Natco Foods sources, processes and distributes ambient foodstuffs from around the world to consumers primarily in the UK. We recognise we have responsibilities to stakeholders at various stages of the supply chain.
Natco Foods Limited commits to developing and adopting a proactive approach to tackling hidden labour exploitation.
Hidden labour exploitation is exploitation of job applicants or workers by a third party by individuals or gangs other than the employer or labour provider, including rogue individuals working within these businesses, but without the knowledge of management. It includes forced labour and human trafficking for labour exploitation; payment for work-finding services and work-related exploitation such as force use of accommodation. It is understood that it is often well hidden by perpetrators. Victims, if they perceive of themselves as such, are reluctant to come forward.
This applies to workers at Natco Foods Limited, Osier Way, Buckingham, MK18 1TB and Natco Cash & Carry Limited, Silverdale Industrial Estate, Silverdale Road, Hayes, Middlesex, UB3 3BL.
Sivadas Chirakkal, CEO, has overall responsibility for this policy. All managers/supervisors, have specific responsibilities for various aspects of this policy.
With regard to our own staff and hiring policies, Natco Foods Limited shall:
- Designate appropriate managers to attend ‘Tackling Hidden Labour Exploitation’ Training and to have responsibility for developing and operating company procedures relevant to this issue
- Accept that job finding fees are a business cost, and will not allow these to be paid by job applicants. The company will not use any individual or organisation to source and supply workers without confirming that workers are not being charged a work finding fee
- Ensure that all staff responsible for directly recruiting workers are aware of issues around third party labour exploitation and signs to look out for and have signed appropriate Recruiter Compliance Principles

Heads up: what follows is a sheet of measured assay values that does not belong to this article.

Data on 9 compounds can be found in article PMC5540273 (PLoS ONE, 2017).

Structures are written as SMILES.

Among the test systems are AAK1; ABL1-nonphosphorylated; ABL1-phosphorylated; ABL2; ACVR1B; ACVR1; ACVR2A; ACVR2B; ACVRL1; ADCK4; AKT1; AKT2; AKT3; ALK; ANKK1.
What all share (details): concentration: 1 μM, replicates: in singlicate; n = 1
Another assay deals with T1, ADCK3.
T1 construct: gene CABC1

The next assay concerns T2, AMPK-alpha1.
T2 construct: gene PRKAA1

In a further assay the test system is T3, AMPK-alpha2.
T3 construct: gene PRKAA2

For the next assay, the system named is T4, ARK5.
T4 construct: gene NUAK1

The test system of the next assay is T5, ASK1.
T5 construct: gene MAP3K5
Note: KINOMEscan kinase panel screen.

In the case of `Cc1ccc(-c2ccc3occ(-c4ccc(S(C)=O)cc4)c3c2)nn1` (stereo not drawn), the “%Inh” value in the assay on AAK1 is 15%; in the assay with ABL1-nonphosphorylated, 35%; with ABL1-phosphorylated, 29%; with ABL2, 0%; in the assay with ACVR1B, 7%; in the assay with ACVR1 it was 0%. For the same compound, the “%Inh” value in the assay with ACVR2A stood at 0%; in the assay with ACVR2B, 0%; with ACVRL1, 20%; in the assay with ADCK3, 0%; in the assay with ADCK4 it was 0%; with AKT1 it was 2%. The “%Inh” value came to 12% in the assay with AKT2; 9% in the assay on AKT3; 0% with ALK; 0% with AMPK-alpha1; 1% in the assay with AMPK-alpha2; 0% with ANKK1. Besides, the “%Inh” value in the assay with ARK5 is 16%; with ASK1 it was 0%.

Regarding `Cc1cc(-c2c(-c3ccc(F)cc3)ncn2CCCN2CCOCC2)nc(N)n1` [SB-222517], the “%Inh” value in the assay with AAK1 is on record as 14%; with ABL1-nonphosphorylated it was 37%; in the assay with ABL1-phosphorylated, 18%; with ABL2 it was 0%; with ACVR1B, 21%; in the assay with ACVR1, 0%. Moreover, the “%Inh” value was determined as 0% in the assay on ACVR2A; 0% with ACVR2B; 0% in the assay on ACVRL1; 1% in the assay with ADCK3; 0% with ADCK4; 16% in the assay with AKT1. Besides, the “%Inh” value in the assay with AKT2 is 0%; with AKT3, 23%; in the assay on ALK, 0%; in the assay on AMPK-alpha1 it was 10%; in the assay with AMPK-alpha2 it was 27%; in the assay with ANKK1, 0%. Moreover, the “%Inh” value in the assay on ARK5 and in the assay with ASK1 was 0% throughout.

- Ensure that labour sourcing, recruitment and worker placement processes are under the control of trusted and competent staff members
- Adopt a pro-active approach to reporting suspicions of hidden worker exploitation to the Gangmasters Licence Authority and police.
- Provide information on tackling ‘hidden labour exploitation’ to our workforce through a variety of formats such as workplace posters, worker leaflets, induction and other training
- Encourage workers to report cases of hidden third party labour exploitation, provide the means to do so and investigate and act on reports appropriately
- Positively encourage and support employees and agency workers to report such exploitation which may be occurring within their communities
- Require labour providers and other organisations in the labour supply chain to adopt policies and procedures consistent with the above.
Natco sources products from many different countries and industries around the world, where the risks of slavery and exploitation vary.
- Natco Foods only works with reputable suppliers. All of our suppliers must be approved in advance, and they are required to provide details about their staff and recruitment policies.
- Natco pays fair prices for the food products that we purchase, enabling suppliers to pay their staff fair wages. We do not place our suppliers under undue pressure to hit deadlines which can encourage unfair working conditions.
- We gather information from suppliers such as their staff contracts, the hours that staff work, remuneration, overtime and weekend work, how staff receive wage payments and the regularity of payments. These are core indicators of how staff are treated.
- We have long-term partnerships with suppliers which enable us to have better knowledge of their operations and policies.
- Where possible, Natco audits factories to see the working conditions in which our products are manufactured.
- Natco endeavours to have detailed expertise on the countries of origin of our products so that we are aware of areas of concern and high risk.
- We keep abreast of industry insights through membership of associations such as the Sustainable Spice Initiative and the International Nut and Dried Fruit Council. These institutions can leverage their influence to demand best practices throughout the supply chain.
- We would not work with a supplier who is found to have engaged in modern slavery practices.
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